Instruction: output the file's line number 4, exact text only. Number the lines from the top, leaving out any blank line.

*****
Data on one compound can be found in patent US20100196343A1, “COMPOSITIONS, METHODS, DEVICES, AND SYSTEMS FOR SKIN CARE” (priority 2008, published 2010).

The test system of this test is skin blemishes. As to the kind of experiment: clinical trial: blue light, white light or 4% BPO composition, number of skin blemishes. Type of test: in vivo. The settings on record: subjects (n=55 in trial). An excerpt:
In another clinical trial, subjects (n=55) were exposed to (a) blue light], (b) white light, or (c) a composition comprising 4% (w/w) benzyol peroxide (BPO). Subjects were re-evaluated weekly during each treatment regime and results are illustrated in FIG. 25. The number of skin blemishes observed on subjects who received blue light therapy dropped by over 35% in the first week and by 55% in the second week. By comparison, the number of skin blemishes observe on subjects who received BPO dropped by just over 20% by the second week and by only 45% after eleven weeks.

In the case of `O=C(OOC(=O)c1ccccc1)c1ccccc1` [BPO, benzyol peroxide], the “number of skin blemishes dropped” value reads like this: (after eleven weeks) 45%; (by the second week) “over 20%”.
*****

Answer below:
In the case of `O=C(OOC(=O)c1ccccc1)c1ccccc1` [BPO, benzyol peroxide], the “number of skin blemishes dropped” value reads like this: (after eleven weeks) 45%; (by the second week) “over 20%”.